December 31, 2004
Discussions of tsunami warning, or its lack, reflect the part that imagination, culture, initiative play in the crucial hours when fate's trajectory can be re-shaped.
The Wall Street Journal discusses how people know to discern the beginning of such disasters, and how to react. A humane goal is the concept of "tsunami-resilient communities," in addition to developing finer prediction instruments, and the political will to focus. A heartening example is
what happened in Vanuatu, in 1999. On Pentecost Island, a rather pristine enclave with no electricity or running water, the locals watch television once a week, when a pickup truck with a satellite dish, a VCR and a TV stops by each village. When the International Tsunami Survey Team visited days after the tsunami, they heard that the residents had watched a Unesco video prepared the year before, in the aftermath of the 1998 Papua New Guinea tsunami disaster. When they felt the ground shake during the 1999 earthquake, they ran to a hill nearby. The tsunami swept through, razing the village to the ground. Out of 500 people, only three died. (Link via Arts & Letters Daily.)
Lively intellectual curiosity and willing engagement with one's responsibilities, a state on the continuum with flow, is sometimes falsely thought to be a luxury, not a requirement. But without it, we fill a place only with emptiness, and deplete the vigor of those around us. It is a state of mind to be cultivated. We can't know when it will make the difference.
The International Herald Tribune prose dissolves at the end here, but the general ambience of the CNTBTO offices is discernable.
Early on Sunday morning, powerful computers in a Vienna office building received seismic data on the earthquake that spawned the devastating tsunamis across south Asia - information that might have saved lives in the hours between the quake and the waves hitting the coasts of Sri Lanka, India and several other countries.
But the data streaming into the computers of the Comprehensive Nuclear Test-Ban Treaty Organization served no purpose Sunday.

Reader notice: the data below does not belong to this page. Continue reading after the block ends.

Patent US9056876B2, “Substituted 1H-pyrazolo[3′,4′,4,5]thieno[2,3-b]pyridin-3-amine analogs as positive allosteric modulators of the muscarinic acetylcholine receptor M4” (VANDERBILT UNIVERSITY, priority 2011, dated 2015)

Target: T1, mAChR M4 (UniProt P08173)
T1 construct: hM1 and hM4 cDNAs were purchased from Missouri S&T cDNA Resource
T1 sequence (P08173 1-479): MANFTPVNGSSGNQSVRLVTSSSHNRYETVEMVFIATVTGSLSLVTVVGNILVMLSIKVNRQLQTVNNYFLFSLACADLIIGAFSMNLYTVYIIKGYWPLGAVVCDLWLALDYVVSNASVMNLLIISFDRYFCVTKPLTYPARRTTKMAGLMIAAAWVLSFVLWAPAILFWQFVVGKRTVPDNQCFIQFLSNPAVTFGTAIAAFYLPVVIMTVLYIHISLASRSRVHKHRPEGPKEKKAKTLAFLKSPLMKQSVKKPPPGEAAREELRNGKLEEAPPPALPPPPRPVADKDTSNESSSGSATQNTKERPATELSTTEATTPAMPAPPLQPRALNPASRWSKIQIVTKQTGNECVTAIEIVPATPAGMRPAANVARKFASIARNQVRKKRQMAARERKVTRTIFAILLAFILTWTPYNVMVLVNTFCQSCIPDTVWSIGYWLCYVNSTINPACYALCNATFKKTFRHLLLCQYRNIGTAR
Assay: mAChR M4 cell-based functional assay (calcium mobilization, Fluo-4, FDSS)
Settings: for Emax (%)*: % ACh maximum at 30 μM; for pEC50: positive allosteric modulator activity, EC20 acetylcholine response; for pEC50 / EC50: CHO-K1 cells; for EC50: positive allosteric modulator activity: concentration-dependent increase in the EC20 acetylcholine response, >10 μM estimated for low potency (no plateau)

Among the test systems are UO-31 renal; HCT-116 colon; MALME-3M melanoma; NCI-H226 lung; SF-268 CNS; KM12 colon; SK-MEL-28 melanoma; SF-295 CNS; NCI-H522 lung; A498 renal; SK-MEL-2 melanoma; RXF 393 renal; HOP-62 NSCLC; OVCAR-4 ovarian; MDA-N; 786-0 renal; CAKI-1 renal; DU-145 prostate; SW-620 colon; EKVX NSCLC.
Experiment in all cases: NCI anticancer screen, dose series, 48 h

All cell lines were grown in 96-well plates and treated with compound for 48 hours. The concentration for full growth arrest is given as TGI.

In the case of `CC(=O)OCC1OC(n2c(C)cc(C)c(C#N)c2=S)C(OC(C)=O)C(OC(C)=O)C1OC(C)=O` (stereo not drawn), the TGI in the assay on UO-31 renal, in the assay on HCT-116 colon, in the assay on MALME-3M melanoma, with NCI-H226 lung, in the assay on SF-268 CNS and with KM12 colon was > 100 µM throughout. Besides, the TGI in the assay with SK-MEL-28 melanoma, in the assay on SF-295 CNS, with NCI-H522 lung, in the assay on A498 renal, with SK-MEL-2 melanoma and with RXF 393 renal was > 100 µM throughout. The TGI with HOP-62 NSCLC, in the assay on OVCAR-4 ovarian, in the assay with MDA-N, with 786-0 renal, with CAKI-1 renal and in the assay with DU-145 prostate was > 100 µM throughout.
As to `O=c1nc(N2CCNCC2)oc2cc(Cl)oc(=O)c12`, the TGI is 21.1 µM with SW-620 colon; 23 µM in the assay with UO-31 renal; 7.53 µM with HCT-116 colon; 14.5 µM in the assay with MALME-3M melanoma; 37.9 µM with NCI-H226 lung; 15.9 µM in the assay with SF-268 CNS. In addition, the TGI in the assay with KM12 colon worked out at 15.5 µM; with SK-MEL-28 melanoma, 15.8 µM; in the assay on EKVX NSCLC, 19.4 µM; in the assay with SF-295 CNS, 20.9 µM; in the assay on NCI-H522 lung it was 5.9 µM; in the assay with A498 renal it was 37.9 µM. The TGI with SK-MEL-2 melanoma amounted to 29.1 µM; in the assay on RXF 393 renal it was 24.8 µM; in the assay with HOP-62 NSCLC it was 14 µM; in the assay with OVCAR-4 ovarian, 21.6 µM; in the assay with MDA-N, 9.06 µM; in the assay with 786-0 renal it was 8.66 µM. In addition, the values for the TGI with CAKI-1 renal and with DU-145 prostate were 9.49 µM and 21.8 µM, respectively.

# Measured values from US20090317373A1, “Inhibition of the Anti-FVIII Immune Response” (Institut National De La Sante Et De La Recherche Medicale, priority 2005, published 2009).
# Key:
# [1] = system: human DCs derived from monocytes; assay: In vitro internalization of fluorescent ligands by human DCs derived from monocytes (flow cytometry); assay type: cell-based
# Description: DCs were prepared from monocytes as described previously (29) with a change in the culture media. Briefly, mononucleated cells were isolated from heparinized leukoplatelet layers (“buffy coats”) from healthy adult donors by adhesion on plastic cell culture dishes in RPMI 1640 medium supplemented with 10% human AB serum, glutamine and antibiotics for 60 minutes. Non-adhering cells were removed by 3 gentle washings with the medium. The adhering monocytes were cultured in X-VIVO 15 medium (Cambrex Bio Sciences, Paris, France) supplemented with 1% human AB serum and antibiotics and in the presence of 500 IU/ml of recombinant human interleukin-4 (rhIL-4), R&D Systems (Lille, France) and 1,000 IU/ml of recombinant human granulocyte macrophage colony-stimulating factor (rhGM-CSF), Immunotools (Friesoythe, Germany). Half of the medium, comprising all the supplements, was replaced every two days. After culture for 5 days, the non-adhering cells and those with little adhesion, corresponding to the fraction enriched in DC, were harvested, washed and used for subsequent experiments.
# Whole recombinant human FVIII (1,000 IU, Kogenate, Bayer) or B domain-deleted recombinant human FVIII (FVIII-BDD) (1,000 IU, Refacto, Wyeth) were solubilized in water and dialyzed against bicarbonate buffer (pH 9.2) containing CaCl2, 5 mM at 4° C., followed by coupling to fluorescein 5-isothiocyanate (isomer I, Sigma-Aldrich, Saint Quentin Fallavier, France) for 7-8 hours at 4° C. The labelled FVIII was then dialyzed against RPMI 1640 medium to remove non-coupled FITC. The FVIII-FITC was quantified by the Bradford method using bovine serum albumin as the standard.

The 300 staff are on vacation until Jan. 4. The organization itself is still nothing more than a nascent group of seismic experts and bureaucrats who await signature or ratification on the test ban treaty from 11 more countries before they can officially act.
The organization uses a vast network of scientific equipment set up to monitor nuclear explosions, but as fine a measure of nature's force as devised by the humans who have proven so powerless before it.
What will the estimate be by January 4?
Inspiration to stay awake. Service and survival depend on it, without warning. Crisis and opportunity, thieves in the night. Nobody knows which night.
There is no per se blame in being en masse on vacation, even though the organization's budget is reputed to be $100 million annually. Tim Blair and comments discuss parallel associated monitoring organizations, that sound more pointed and consistent in their oversight. The point is not finger-pointing, but what we notice about performance from which we can learn for the future. A question suitable always for New Year's meditation.
More, from India Daily, on communication,
United States Geological Survey and National Oceanic and Atmospheric Administration could see it. But they did not know whom to contact. Indian Space Research Organization recorded the waves when it came on the surface of the sea but no one programmed the system to warn any one. The earthquake and Tsunami hit Sumatra hours before hitting Sri Lanka and India but no one cared to notify the authorities in those countries.
including the problem of evacuation and other radical intervention measures based on false positives.